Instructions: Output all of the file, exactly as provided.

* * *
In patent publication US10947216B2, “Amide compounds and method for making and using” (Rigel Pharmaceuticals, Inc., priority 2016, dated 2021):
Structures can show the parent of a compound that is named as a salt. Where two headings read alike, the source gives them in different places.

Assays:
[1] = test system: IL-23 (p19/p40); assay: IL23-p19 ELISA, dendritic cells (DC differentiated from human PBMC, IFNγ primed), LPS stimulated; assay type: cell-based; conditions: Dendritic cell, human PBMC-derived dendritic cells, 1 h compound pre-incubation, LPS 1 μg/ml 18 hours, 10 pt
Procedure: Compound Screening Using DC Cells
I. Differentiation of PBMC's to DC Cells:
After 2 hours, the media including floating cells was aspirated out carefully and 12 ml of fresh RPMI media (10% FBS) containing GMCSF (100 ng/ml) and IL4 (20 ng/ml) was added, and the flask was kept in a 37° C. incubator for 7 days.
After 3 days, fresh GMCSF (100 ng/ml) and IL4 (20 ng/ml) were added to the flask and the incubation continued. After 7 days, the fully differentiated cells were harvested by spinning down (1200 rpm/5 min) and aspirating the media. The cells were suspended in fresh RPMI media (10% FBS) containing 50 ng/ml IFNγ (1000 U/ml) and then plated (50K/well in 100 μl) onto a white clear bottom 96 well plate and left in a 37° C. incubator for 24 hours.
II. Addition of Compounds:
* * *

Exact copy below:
In patent publication US10947216B2, “Amide compounds and method for making and using” (Rigel Pharmaceuticals, Inc., priority 2016, dated 2021):
Structures can show the parent of a compound that is named as a salt. Where two headings read alike, the source gives them in different places.

Assays:
[1] = test system: IL-23 (p19/p40); assay: IL23-p19 ELISA, dendritic cells (DC differentiated from human PBMC, IFNγ primed), LPS stimulated; assay type: cell-based; conditions: Dendritic cell, human PBMC-derived dendritic cells, 1 h compound pre-incubation, LPS 1 μg/ml 18 hours, 10 pt
Procedure: Compound Screening Using DC Cells
I. Differentiation of PBMC's to DC Cells:
After 2 hours, the media including floating cells was aspirated out carefully and 12 ml of fresh RPMI media (10% FBS) containing GMCSF (100 ng/ml) and IL4 (20 ng/ml) was added, and the flask was kept in a 37° C. incubator for 7 days.
After 3 days, fresh GMCSF (100 ng/ml) and IL4 (20 ng/ml) were added to the flask and the incubation continued. After 7 days, the fully differentiated cells were harvested by spinning down (1200 rpm/5 min) and aspirating the media. The cells were suspended in fresh RPMI media (10% FBS) containing 50 ng/ml IFNγ (1000 U/ml) and then plated (50K/well in 100 μl) onto a white clear bottom 96 well plate and left in a 37° C. incubator for 24 hours.
II. Addition of Compounds: